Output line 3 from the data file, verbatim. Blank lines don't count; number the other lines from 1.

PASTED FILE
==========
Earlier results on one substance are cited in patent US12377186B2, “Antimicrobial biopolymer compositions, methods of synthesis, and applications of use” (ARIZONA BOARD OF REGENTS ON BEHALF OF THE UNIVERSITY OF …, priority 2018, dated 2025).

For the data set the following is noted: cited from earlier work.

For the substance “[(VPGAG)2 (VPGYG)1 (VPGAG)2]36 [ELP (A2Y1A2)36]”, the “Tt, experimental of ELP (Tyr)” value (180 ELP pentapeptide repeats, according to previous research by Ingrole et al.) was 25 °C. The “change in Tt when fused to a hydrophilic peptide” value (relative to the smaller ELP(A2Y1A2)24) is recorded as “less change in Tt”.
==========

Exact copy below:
For the substance “[(VPGAG)2 (VPGYG)1 (VPGAG)2]36 [ELP (A2Y1A2)36]”, the “Tt, experimental of ELP (Tyr)” value (180 ELP pentapeptide repeats, according to previous research by Ingrole et al.) was 25 °C. The “change in Tt when fused to a hydrophilic peptide” value (relative to the smaller ELP(A2Y1A2)24) is recorded as “less change in Tt”.